Fishing for Money

Trip Start Nov 16, 2007
Trip End Dec 15, 2007

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Flag of Sri Lanka  ,
Sunday, November 25, 2007

I could have done without another early start after staying up to the early hours in a bar with a small group which formed as the evening progressed - David (German), Susie (Swedish) and Justine (English).
However, I stuck with my original plan to visit the village of Mirissa.  Mirissa was formerly the island's most famously "undiscovered" beach, and although there was a very small smattering of (mainly backpacker) tourists, you still felt you had the place almost to yourself.  Far better to sleep off any excesses along one of the prettiest beaches in the island, which was mercifully free from hawkers, than a darkened hotel room.
The coastal section between Unawatuna and Mirissa is the best place to witness one of Sri Lanka's most emblemic sights, stilt fishermen.  The stilts consist of a single pole and crossbar planted out in the sea, on which fishermen perch whilst casting their lines when the currents flow in the right direction.  Whilst the Rough Guide book states that "positions are highly lucrative and are handed down from father to son," the value of each position is increasingly less to do with the supply of fish, and more related to the proximity to photogenic roadside positions.  Whilst previous generations practised the art of sitting still for hours to catch fish, the ever dwindling fishermen now race up-and-down the stilts fishing for money - basically, "you pay, I pose".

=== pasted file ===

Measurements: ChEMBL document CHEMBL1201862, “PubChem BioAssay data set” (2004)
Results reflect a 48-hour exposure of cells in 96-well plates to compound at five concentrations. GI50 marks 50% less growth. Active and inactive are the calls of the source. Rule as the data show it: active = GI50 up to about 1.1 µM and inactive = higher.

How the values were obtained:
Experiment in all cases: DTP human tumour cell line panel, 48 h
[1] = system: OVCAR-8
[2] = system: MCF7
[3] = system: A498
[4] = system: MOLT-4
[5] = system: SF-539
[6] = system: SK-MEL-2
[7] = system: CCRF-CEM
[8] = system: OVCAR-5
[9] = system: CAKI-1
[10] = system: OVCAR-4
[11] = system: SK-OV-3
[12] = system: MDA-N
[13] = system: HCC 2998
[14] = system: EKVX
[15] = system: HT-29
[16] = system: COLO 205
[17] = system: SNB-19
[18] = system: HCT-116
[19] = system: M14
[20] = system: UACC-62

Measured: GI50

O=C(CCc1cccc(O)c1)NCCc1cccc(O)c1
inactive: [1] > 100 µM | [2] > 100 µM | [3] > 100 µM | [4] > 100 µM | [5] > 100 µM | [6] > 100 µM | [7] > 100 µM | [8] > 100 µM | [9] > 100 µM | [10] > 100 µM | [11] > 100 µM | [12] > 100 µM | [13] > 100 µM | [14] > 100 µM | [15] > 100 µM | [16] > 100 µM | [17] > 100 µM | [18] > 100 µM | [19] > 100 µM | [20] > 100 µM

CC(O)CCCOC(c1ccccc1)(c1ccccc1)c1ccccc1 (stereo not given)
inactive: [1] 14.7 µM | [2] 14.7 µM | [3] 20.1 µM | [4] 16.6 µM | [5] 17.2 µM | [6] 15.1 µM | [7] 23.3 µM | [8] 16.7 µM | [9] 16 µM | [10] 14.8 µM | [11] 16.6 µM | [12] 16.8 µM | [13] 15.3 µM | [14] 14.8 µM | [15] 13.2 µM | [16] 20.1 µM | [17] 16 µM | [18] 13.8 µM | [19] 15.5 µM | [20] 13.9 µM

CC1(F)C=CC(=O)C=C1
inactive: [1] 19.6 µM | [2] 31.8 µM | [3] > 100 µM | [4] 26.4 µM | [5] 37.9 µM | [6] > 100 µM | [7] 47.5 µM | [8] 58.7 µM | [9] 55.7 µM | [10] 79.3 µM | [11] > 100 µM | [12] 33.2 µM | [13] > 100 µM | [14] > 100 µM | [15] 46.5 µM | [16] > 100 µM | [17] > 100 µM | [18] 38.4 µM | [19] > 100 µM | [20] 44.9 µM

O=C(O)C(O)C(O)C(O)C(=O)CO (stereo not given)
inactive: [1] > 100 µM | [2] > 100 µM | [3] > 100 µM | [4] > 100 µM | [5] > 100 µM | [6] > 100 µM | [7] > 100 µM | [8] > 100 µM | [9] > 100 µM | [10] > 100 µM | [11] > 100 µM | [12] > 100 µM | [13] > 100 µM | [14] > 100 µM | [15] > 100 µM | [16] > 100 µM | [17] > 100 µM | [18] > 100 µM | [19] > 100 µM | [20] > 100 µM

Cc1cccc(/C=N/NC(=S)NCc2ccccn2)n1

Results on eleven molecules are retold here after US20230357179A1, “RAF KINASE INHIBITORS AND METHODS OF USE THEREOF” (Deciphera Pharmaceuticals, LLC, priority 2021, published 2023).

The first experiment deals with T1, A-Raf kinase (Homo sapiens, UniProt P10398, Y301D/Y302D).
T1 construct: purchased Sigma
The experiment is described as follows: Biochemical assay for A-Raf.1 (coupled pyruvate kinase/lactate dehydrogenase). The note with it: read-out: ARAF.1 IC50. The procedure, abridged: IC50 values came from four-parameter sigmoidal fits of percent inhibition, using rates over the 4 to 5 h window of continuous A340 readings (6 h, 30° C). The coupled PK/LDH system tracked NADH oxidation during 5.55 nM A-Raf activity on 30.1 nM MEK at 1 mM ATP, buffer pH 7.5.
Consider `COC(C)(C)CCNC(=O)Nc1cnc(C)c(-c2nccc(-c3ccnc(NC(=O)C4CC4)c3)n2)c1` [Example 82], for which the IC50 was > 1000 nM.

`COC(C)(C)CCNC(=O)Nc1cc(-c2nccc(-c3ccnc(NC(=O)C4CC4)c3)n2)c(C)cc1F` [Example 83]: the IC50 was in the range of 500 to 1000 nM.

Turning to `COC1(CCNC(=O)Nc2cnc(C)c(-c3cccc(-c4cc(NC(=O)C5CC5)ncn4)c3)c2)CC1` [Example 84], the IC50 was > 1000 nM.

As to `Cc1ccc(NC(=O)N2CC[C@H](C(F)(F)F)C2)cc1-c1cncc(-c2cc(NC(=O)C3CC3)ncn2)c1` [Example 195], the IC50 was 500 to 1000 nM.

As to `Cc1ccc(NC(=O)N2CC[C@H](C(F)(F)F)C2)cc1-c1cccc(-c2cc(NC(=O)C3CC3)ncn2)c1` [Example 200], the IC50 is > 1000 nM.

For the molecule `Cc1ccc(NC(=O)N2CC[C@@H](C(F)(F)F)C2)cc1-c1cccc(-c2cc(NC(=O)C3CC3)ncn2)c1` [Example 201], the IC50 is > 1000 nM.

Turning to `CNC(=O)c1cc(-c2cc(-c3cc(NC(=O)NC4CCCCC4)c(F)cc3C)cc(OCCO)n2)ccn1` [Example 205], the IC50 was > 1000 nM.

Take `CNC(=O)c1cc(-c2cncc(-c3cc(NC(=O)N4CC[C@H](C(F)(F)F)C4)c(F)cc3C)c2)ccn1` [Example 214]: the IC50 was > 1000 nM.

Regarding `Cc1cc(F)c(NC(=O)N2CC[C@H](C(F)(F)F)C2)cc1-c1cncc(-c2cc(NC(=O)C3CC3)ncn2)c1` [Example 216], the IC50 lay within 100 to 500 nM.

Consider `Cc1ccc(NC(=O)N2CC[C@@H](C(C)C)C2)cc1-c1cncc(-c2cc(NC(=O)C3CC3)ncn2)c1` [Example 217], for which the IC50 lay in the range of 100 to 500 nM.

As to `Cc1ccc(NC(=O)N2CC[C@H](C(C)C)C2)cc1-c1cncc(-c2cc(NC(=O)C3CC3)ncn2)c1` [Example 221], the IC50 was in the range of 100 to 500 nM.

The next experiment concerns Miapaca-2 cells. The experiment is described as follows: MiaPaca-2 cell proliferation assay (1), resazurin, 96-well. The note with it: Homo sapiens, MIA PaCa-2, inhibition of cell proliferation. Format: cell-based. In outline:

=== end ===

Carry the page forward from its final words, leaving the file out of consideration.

It's often claimed that Sri Lanka has more festivals than than any other country in the world, with four major religions (Buddhism, Hinduism, Muslim, and Christianity) all represented on the island - with the largest ethnic and religious groups being the mainly Buddhist Singhalese (74%) and the predominently Hindu Tamils (18%).
Buddhist festivals revolve around the days of the full moon - or Poya days - which are official public holidays as well as having special religious significance.  On poya days, Sri Lankan Buddhists traditionally make offerings at their local temple, whilst the less pious section of the population seemingly mark the occasion with widespread drunkeness!  An example of the latter spent the evening serving the same merry band who had met the previous night with ever larger measures of arrack (beer is widely available on poya days), with a "one for you, two for me" approach.  Not that we had a problem with that, especially when it came to settling our 'heavily discounted' bar tab, before trudging along the beach to respective accommodations guided by the intermittent lightening (fortunately the rain held off).         
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